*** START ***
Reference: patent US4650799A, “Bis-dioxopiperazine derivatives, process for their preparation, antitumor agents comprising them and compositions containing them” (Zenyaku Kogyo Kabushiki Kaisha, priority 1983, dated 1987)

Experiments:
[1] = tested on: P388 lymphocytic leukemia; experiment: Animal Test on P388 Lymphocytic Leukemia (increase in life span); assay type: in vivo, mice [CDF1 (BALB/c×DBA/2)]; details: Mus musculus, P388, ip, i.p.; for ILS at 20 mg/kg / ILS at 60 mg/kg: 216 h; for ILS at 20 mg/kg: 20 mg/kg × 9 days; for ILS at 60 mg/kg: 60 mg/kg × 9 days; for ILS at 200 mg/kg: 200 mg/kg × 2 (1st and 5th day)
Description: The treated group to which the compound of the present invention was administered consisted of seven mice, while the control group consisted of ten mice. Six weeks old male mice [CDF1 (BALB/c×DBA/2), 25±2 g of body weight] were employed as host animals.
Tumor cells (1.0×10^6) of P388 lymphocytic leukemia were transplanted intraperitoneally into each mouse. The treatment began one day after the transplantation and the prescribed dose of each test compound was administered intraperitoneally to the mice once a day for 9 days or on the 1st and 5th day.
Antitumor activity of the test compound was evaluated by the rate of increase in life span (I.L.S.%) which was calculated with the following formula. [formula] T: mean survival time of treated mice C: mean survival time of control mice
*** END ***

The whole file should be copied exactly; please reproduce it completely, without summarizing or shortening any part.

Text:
Reference: patent US4650799A, “Bis-dioxopiperazine derivatives, process for their preparation, antitumor agents comprising them and compositions containing them” (Zenyaku Kogyo Kabushiki Kaisha, priority 1983, dated 1987)

Experiments:
[1] = tested on: P388 lymphocytic leukemia; experiment: Animal Test on P388 Lymphocytic Leukemia (increase in life span); assay type: in vivo, mice [CDF1 (BALB/c×DBA/2)]; details: Mus musculus, P388, ip, i.p.; for ILS at 20 mg/kg / ILS at 60 mg/kg: 216 h; for ILS at 20 mg/kg: 20 mg/kg × 9 days; for ILS at 60 mg/kg: 60 mg/kg × 9 days; for ILS at 200 mg/kg: 200 mg/kg × 2 (1st and 5th day)
Description: The treated group to which the compound of the present invention was administered consisted of seven mice, while the control group consisted of ten mice. Six weeks old male mice [CDF1 (BALB/c×DBA/2), 25±2 g of body weight] were employed as host animals.
Tumor cells (1.0×10^6) of P388 lymphocytic leukemia were transplanted intraperitoneally into each mouse. The treatment began one day after the transplantation and the prescribed dose of each test compound was administered intraperitoneally to the mice once a day for 9 days or on the 1st and 5th day.
Antitumor activity of the test compound was evaluated by the rate of increase in life span (I.L.S.%) which was calculated with the following formula. [formula] T: mean survival time of treated mice C: mean survival time of control mice